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No high economic growth rates expected anymore

Aug 06,2017 - Last updated at Aug 06,2017

When it comes to measuring the growth rate of the Jordanian economy, there is some misunderstanding.

Growth is measured by comparing figures of the current year against the corresponding figures of the previous, as if the latter were ideal.

In our case, unfortunately, the previous year was very bad. Therefore, an improvement of, say, 3 per cent does not mean much, because it still leaves us below the level of growth experienced for years.

The growth of public debt over the last several years is an exception. It was high, leaving debt ahead of the economy in general.

Public debt was not growing only in absolute figures, but also as a percentage of the GDP.

Sometimes the government claims to have made great achievements simply because the debt/GDP ratio did not rise above the high level of the previous year.

The assumption is that debt was at a healthy rate the year before, which should be maintained as our standard.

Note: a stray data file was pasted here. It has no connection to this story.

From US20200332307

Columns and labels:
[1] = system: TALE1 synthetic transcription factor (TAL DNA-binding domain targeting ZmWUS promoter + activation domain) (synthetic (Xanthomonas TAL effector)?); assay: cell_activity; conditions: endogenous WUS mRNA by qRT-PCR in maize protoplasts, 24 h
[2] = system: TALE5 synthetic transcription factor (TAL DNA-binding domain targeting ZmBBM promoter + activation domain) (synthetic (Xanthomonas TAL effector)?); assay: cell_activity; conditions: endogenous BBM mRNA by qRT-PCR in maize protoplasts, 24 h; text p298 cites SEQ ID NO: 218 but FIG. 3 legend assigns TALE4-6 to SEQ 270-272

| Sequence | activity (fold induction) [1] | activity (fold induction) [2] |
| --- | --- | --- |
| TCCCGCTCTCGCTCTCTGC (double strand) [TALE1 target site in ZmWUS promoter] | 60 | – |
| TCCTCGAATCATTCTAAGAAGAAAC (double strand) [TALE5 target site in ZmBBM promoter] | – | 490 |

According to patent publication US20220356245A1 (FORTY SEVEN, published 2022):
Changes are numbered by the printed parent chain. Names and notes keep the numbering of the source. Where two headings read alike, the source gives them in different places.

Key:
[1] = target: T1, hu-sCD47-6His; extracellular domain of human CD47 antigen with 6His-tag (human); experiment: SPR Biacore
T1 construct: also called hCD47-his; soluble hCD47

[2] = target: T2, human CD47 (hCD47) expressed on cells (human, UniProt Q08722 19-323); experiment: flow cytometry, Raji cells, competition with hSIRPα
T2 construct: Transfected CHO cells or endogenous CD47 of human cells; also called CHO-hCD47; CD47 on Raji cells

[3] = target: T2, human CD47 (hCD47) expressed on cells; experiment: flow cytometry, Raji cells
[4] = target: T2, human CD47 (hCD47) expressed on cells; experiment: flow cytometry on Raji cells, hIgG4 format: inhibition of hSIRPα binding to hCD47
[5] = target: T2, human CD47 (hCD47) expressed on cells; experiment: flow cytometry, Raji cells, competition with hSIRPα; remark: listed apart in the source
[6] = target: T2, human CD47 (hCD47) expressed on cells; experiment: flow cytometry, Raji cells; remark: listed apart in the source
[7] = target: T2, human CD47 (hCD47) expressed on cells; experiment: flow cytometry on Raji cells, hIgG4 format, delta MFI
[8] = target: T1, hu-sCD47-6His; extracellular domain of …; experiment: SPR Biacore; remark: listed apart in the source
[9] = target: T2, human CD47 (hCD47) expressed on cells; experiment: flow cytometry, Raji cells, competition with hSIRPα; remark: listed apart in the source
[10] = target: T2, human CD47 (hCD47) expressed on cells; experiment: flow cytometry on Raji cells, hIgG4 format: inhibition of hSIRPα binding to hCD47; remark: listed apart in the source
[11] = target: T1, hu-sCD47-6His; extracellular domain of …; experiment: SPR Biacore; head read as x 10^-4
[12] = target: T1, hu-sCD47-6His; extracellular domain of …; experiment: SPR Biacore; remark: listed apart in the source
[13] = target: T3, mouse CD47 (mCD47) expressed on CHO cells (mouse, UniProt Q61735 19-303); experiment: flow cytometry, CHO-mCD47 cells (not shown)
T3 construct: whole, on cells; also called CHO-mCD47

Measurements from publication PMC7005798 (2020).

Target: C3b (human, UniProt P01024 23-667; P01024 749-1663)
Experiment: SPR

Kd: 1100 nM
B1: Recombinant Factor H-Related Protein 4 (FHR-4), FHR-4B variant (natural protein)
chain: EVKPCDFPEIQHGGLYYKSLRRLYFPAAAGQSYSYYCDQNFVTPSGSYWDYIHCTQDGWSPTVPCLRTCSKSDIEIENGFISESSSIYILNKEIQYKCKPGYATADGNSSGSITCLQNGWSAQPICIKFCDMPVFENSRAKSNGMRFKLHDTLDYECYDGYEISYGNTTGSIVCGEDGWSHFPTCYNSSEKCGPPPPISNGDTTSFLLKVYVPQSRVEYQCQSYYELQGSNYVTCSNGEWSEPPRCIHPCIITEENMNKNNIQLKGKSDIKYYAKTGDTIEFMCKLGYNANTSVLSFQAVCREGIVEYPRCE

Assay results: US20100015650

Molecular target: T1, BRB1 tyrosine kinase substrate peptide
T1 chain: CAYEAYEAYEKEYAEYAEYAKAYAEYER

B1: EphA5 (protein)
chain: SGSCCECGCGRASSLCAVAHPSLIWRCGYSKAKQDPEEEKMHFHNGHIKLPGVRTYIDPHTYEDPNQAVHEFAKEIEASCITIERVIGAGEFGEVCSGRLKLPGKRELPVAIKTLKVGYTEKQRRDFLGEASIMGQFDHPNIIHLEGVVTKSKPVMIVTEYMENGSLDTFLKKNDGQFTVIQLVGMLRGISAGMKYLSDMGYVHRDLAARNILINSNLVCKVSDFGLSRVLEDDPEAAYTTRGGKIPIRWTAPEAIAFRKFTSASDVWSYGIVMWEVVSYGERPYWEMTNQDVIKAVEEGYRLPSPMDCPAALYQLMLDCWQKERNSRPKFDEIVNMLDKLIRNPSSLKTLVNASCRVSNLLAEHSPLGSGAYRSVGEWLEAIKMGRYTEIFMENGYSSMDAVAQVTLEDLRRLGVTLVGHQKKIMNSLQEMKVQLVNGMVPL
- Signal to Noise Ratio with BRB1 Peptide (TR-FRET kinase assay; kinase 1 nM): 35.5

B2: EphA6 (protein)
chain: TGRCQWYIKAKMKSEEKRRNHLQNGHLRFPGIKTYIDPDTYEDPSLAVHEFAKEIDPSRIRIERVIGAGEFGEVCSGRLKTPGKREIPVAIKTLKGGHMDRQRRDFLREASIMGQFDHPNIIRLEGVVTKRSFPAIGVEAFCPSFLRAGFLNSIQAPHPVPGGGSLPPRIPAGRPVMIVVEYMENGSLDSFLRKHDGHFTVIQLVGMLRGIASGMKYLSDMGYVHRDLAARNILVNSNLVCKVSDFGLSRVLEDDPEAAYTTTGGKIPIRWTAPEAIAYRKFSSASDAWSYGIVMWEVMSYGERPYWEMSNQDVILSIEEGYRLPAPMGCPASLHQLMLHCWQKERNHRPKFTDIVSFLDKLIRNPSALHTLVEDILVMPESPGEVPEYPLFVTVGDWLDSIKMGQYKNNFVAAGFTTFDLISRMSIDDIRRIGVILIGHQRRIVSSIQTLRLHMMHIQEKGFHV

In fact, keeping the debt rate at last year's level is an indication that the previous mismanagement is still with us.

Maintaining the same high debt/GDP ratio for some time is not what is needed, even though the IMF showed tolerance in the first year of the economic reform programme.

From now on, the debt/GDP ratio should start to decline steadily if we are determined to fulfil a major objective of the IMF reform programme.

Before the world financial and economic crisis that erupted 10 years ago, the annual rate of economic growth in Jordan used to stand at 7 to 8 per cent; a 10 per cent economic growth rate was registered in one of those good years.

It was only normal for Jordan’s open economy to be influenced by the world crisis. Growth rate dropped to a low level that we never thought possible.

At that stage, the policy was to protect the gains we had, rather than look for more.

The world crisis did not last for long. The world economy started to recover, albeit slowly. Low rates started to be seen as the “new normal”.

Even when the crisis settled, the economy did not restore the previous trend.

The programme agreed upon by the government and the IMF took this situation into account. New objectives are no more exaggerated. They are currently at a reasonable level whose achievement is no more unattainable.

 

They are practical and achievable. No excuses will be acceptable for not achieving them.

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